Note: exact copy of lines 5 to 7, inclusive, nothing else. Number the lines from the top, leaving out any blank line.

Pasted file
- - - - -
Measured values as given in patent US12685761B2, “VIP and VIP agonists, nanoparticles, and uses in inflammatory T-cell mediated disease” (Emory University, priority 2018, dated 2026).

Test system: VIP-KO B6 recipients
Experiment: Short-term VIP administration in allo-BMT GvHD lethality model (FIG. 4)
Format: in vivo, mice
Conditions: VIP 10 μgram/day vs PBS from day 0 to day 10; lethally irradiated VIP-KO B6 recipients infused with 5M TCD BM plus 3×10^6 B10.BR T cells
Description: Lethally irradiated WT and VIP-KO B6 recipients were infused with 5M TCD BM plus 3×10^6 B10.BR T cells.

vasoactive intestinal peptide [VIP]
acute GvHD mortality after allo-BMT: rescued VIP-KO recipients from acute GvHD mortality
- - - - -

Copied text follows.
Conditions: VIP 10 μgram/day vs PBS from day 0 to day 10; lethally irradiated VIP-KO B6 recipients infused with 5M TCD BM plus 3×10^6 B10.BR T cells
Description: Lethally irradiated WT and VIP-KO B6 recipients were infused with 5M TCD BM plus 3×10^6 B10.BR T cells.

vasoactive intestinal peptide [VIP]